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Thread: Rate these mobo makers....

  1. #21
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    I've had good luck with Aopen, Asus, and Gigabyte. I had some stupid issue with my Abit board that I can't remember now, but it was pretty much a fatal flaw. You'd think I'd remember something like that... Anyway it turned me off that company.

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    Abit: I'd give them an 8.5. They aren't exactly perfect, they're very good though. My AN8-32X was very fast, not too expensive, lots of bios option, but the bios was very confusing, there was a single rulycon capacitor (knock off rubycon), and uguru... yea.

    Asus: 8. You pay a premium for an asus, their support sucks, and their boards always work.

    DFI: 0. Not so much for the actual board, which would have scored about a 7.75, but for dfi street. Fuck you, communist_games.

    Asrock: 10. I have only seen one other manufacture use the ULi chipsets, and nowhere near as efficiently as Asrock. I know of two 939 motherboards which support both agp and pci-e, but both of those use via chipsets, do not have the am2 add in board, aren't anywhere near as cheap, and just.. suck. The only issues are related to windows x64 drivers, and linux drivers. Aside from that, I highly recommend them.

    MSI: 7. Their new boards are cheap and fast and reliable, but after the experience with the K8T Master (dual opteron, normal atx board), I'll pass on them.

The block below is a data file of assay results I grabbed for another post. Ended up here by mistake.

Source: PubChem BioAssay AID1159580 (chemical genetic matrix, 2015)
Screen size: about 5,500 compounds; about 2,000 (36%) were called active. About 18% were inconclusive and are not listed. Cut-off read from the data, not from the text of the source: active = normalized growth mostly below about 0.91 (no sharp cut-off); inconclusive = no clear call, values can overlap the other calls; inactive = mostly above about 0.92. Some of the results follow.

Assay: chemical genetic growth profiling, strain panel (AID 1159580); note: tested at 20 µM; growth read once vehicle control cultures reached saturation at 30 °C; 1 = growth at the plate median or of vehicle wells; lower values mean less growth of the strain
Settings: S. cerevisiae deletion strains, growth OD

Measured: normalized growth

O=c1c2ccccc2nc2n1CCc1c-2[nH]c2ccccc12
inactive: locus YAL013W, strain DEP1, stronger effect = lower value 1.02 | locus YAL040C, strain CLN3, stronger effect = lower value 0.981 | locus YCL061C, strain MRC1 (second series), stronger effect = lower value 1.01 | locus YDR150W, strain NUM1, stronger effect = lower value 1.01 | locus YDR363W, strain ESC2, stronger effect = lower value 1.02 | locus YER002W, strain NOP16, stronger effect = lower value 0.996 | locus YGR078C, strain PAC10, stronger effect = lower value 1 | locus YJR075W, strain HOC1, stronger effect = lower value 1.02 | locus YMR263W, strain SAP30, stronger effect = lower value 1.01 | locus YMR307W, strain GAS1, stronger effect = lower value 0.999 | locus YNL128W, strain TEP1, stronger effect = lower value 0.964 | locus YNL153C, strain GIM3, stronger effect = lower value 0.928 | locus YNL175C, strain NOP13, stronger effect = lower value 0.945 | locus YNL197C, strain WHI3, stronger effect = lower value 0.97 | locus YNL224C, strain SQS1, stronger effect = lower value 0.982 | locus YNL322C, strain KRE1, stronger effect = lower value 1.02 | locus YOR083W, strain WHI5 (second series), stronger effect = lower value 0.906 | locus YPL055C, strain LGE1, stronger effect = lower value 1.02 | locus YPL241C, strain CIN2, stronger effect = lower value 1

ECS: 0. ECS stands for Extremely Crappy Systems. And they know that, too.

    PC Chips (before they were bought out by ECS): 6. I had one. Better than some other boards I've owned, lacking in the OC department, but for the $10 I got paid for the board, it was awesome. Yes, I got paid to build a computer.

    IWill: 9. These boards are fast, expensive, offer tons of options, and killer overclocking. The only problem is the lack of distribution.

    Gigabyte: 8. The backplate on their K8 boards is enough to discourage me from buying one.

  3. #23
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    Abit- 7
    I've had a few of their boards. I RMA a KR7A-Raid and they sent me one some Rubycon caps on it (all around the cpu socket) which it didn't have before I sent it in. The last one I had was the IC7 max 3. Don't know about now, but they did me well back then.